|Illinois House Democrats re-elected state Rep. Mike Madigan to his longtime post as House Speaker Jan. 11.
Madigan is now set to become the longest-serving House speaker in modern U.S. history. By the end of his two-year term in 2019, no American will have held a legislative leadership position for longer.
Madigan won the speakership Wednesday on a 66-51 vote along party lines. All Republicans voted for Burr Ridge state Rep. Jim Durkin. A lone Democrat, Scott Drury of Highwood, voted present. This is the first time a House Democrat has voted “present” for the speaker in 30 years.
The remaining House Democrats cast their votes for Madigan.
“You’ll see a man who works seven days a week to get the job done without putting the focus on himself,” state Rep. Dan Beiser, D-Alton, said after seconding the nomination for Madigan as speaker.
This is the 17th time Madigan has been elected speaker. And he has held the post for 32 of the last 34 years, beginning in 1983.
The votes for Madigan are at once stunning and unsurprising.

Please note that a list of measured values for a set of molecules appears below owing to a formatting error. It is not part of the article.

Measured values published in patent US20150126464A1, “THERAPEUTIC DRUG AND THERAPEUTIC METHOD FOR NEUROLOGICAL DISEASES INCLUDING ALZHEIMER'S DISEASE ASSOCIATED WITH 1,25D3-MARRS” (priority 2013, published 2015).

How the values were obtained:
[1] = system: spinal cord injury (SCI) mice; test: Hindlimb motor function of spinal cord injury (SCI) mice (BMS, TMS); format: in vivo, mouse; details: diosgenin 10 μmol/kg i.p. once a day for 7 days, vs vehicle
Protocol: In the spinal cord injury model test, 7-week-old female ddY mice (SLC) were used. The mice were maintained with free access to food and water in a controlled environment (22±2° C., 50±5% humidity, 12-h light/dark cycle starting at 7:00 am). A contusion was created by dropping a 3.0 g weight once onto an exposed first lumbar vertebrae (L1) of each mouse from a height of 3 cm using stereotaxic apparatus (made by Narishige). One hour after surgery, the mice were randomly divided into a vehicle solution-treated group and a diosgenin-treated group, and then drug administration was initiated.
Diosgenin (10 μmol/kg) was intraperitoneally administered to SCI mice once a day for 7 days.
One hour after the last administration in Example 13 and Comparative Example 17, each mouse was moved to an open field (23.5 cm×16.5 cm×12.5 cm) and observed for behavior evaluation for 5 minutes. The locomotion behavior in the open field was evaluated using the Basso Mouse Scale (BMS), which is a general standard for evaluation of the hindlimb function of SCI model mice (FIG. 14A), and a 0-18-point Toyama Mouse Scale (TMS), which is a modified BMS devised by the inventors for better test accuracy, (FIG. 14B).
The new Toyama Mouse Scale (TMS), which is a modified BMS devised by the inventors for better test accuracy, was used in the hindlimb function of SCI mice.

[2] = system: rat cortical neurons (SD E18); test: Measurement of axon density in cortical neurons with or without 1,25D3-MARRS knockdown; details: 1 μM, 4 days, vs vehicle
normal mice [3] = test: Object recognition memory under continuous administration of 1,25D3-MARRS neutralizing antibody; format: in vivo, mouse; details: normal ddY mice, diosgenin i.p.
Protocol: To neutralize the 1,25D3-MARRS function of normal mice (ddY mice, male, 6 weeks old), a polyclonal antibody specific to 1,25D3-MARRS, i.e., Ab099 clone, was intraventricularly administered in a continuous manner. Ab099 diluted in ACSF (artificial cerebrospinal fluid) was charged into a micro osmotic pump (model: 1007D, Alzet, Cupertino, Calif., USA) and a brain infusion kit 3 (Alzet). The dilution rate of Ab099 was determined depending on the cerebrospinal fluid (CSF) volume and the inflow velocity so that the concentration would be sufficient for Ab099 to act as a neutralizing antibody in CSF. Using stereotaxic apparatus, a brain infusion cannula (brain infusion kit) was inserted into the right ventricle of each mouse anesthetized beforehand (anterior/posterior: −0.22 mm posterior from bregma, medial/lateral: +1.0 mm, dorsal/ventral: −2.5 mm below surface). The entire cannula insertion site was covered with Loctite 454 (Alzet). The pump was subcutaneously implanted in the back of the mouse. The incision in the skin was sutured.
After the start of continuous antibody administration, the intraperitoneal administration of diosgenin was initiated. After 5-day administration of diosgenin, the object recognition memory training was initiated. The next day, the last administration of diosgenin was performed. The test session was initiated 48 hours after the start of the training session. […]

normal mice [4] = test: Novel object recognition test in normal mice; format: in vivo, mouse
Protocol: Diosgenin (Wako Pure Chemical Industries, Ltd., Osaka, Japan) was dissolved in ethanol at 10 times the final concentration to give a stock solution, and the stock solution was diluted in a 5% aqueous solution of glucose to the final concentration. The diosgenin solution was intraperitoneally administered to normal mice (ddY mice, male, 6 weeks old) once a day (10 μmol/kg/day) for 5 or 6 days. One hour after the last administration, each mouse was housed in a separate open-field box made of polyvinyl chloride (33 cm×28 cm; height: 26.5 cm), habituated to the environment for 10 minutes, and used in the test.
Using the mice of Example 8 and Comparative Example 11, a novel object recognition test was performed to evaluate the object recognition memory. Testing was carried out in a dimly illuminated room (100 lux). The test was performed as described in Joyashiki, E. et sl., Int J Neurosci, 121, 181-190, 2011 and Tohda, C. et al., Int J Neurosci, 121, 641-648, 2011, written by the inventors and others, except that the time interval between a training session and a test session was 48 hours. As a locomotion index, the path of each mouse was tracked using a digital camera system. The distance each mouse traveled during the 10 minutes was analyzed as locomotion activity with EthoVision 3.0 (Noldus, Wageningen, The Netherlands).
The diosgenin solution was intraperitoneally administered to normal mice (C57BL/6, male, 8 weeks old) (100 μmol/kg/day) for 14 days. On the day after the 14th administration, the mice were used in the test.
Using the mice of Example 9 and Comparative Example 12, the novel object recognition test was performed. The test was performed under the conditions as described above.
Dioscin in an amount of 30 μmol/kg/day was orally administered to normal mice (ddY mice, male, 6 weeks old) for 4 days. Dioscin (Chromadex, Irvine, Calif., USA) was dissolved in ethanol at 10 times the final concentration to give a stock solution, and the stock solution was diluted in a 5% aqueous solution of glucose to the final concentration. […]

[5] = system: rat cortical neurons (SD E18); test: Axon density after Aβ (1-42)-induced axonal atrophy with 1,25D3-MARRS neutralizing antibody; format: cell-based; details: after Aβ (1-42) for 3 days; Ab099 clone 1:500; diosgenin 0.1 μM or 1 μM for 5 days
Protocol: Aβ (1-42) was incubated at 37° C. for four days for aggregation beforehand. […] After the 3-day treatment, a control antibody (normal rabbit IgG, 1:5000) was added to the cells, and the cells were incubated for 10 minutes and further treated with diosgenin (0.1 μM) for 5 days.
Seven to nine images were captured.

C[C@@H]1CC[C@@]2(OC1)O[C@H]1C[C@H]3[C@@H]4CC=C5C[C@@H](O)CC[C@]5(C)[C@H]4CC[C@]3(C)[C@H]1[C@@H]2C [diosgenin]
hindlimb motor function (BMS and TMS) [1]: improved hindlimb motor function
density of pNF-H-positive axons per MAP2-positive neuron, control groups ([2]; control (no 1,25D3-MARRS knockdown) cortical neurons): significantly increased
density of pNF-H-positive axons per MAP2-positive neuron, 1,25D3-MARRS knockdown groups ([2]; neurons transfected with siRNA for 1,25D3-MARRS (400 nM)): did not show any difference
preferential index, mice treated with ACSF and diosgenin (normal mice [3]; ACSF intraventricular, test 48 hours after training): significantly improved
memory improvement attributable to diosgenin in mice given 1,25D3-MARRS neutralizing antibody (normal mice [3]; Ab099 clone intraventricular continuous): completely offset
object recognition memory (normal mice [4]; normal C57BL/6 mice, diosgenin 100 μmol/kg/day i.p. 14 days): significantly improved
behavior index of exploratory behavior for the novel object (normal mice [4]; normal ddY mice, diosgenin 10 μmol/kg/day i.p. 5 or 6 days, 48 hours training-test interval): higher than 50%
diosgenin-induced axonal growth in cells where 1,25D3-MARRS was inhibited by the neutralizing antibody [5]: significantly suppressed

Illinoisans have a right to be flabbergasted that Madigan drew unanimous support from House Democrats, while nearly two-thirds of registered voters in Illinois disapprove of the speaker, according to polling from the Paul Simon Public Policy Institute. Despite drawing the state’s legislative map, he’s fresh off a loss of his supermajority in the House, losing four Democrat seats on net.
But Madigan’s re-election seemed inevitable, as not a single sitting House Democrat has ever voted for someone other than Madigan for the speakership (setting aside the 1995 vote, when Republicans controlled the chamber.)
The fear of bucking the speaker’s wishes is warranted. He is the most powerful politician in Illinois. And no other state in the country grants as much power to its House speaker as Illinois does Madigan.
If a Democratic House member doesn’t vote for Madigan, he can take away her campaign money, strip her of any leadership roles and even make sure none of her bills get a hearing.
If House Democrats wanted leadership change, one brave lawmaker is all it would take. Madigan and Durkin were the only House members nominated for the speakership.
Lawmakers have faced unprecedented pressure to justify their vote for the speaker in 2017, as Illinoisans are stuck navigating the highest property taxes in the nation and the worst jobs climate in the Midwest. Many people have responded by leaving – Illinois is also home to the worst out-migration crisis in the country.
Instead of addressing to this suffering by changing the guard, House Democrats re-elected a Cook County property tax lawyer to the most powerful post in the General Assembly.